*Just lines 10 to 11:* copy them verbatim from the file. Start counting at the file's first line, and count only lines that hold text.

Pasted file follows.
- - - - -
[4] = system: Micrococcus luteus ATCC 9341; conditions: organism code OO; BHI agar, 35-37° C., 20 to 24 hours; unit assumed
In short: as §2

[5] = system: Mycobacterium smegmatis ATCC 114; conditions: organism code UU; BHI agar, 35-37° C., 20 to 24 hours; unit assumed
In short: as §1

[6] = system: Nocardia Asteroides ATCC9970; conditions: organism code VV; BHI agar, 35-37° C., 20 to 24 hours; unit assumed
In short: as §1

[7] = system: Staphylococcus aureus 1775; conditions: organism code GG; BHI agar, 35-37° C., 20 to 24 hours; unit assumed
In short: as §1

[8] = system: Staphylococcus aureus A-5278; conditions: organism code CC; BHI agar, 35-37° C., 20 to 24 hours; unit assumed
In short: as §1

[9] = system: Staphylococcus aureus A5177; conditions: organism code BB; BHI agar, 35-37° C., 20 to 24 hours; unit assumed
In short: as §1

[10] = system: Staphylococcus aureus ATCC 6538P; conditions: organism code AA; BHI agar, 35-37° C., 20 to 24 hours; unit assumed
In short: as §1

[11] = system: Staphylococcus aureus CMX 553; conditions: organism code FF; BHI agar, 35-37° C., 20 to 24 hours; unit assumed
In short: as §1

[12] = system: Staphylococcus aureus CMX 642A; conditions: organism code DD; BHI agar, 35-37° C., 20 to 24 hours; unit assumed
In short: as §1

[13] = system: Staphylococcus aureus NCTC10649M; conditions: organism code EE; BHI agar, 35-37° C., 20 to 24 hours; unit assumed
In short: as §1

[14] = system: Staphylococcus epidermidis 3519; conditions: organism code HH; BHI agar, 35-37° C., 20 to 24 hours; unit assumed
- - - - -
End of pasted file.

In short: as §1

[9] = system: Staphylococcus aureus A5177; conditions: organism code BB; BHI agar, 35-37° C., 20 to 24 hours; unit assumed